Singing2024-05-23T09:14:33+00:00

Percussion Ensemble

The percussion ensemble was created because percussion and drum teacher Maarten Rongen wanted to present all percussion students as one large group during his annual recital evening. Maarten finds playing together - in addition to the individual lessons - very important and wants the students to come into contact with other percussion instruments besides the drum and drum kit. Enthusiastic percussion students can participate in the percussion ensemble. Experienced percussionists who do not take percussion lessons at the Diemen Music School, but who do have sufficient knowledge and mastery of percussion instruments and notation, can also register for this ensemble at Music School Diemen The ensemble is led by percussion teacher and conductor Maarten Rongen. Because we are currently experiencing location problems for rehearsals, the ensemble's rehearsals are not taking place at the moment. We are working hard on a solution. If this situation improves, we will keep you informed. The costs for a year are 140 euros for students of the music school and 160 euros for non-students of the music school.

Percussion Ensemble2024-05-23T09:13:03+00:00

Keyboard

The term Keyboard typically refers to a keyboard instrument that not only produces various sounds but also includes an accompaniment system on board that is controlled via chords. These ‘arranger keyboards’ provide the possibility of using automatic accompaniment in various styles and genres. Essentially, the ‘arranger keyboard’ is the successor to the earlier home organ. Another branch within the family is the synthesizer. Compared to arranger keyboards, synthesizers are more advanced when it comes to creating and manipulating sounds. On the other hand, they often lack automatic accompaniment and sound amplification. As a result, synthesizers are primarily used for composing or playing in a band. Nowadays, synthesizers exist in both hardware and software forms. Yet another category is the MIDI keyboard or master keyboard. In its pure form, a master keyboard does not produce any sounds. It can be connected to a sound module or computer via a MIDI connection or USB port. This allows the sounds of the instrument or computer it is connected to (referred to as the ‘slave’ at that moment) to be controlled. The master keyboard thus functions as a type of MIDI controller. An arranger keyboard or synthesizer can also serve as a master keyboard, provided it has a MIDI connection.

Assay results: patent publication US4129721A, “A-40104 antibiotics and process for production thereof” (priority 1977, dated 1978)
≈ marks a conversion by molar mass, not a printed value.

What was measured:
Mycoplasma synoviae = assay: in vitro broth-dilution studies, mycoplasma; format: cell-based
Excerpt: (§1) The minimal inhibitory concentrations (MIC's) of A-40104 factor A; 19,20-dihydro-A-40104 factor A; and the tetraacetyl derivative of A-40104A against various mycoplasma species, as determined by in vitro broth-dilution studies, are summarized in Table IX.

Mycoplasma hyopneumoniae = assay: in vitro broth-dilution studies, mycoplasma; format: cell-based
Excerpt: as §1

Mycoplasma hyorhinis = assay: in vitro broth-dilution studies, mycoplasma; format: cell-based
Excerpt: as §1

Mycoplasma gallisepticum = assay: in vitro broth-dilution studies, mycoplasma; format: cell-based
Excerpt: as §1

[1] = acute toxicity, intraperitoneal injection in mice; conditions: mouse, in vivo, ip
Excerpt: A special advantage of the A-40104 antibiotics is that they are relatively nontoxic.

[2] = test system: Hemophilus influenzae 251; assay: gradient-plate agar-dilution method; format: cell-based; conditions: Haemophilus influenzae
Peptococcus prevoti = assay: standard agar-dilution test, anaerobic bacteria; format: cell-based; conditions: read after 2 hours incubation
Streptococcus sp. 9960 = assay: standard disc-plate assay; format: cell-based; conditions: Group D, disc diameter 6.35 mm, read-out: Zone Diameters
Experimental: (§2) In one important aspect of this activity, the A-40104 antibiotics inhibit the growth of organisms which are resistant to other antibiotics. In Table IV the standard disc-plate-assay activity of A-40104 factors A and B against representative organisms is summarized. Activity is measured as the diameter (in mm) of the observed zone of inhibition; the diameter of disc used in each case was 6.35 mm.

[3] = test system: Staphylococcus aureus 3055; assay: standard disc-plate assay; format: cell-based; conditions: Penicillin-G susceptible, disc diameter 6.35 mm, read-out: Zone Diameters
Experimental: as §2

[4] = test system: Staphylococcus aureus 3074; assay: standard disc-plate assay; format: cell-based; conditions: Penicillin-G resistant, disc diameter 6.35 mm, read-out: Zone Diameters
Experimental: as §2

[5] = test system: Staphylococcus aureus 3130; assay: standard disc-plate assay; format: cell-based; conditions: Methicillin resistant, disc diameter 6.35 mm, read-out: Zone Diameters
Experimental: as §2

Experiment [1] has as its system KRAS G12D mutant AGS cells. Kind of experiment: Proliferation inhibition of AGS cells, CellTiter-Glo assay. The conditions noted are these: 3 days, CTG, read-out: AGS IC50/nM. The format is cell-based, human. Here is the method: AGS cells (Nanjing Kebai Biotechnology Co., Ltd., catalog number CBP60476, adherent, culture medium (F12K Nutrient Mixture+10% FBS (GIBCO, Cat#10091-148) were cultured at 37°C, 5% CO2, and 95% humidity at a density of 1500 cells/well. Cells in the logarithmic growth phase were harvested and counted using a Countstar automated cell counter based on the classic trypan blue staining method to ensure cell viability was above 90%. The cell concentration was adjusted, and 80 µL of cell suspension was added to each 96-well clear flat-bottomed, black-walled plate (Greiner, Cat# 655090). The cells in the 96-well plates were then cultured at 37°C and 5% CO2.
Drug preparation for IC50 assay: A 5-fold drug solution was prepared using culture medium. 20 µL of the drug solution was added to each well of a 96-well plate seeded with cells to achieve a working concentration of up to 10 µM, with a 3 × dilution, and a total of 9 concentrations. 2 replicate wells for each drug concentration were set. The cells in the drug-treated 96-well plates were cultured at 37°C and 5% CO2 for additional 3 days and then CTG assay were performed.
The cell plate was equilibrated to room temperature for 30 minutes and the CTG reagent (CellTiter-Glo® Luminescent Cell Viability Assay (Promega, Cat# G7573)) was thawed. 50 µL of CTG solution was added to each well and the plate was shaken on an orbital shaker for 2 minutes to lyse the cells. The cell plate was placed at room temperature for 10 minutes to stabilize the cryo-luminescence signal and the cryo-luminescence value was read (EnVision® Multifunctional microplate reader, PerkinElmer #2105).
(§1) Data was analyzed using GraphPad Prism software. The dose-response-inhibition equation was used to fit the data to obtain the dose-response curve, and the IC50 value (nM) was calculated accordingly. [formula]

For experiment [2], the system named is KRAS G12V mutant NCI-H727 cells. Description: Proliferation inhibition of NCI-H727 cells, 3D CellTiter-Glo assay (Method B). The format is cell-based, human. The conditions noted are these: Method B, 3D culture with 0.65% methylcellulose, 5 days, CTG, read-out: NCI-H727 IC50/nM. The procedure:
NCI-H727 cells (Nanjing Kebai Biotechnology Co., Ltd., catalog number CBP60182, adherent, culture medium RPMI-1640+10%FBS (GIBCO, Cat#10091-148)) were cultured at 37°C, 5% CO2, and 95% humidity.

Keyboard2024-05-21T14:16:13+00:00

Flute

The flute, as the name suggests, is played by blowing across the lips; the airflow from the mouth is perpendicular to the instrument’s bore. The smaller and higher-pitched version is called the piccolo, while larger versions include the alto flute and bass flute. The modern flute, typically made of metal nowadays, was developed by Theobald Böhm from the traverso (baroque flute), which was usually made of wood (see details below under ‘history’). A flute consists of a narrow, straight tube with three main parts: the headjoint with a lip plate, the middle section with keys that can be operated by the fingers, and the footjoint (an optional addition) for playing even lower notes. When playing, the flute is held horizontally to the right. Its tonal range (ambitus) spans more than 3 octaves. The flute’s sound is produced by air splitting. The airstream is split by the edge of the embouchure hole in the headjoint. Tuning the instrument is achieved by pushing in or pulling out the headjoint. Shortening the flute produces higher pitches, while extending it lowers the pitch. Adjusting lip tension also allows for slight changes in tone. To achieve a beautiful tone, players should keep their teeth apart, cover no more than two-thirds of the embouchure hole, and maintain an upright posture. Although flutes are typically made of metal, they are classified as woodwind instruments rather than brass instruments. The distinction lies in how the sound is produced, not the material of the instrument

Flute2024-05-21T14:11:45+00:00

Clarinet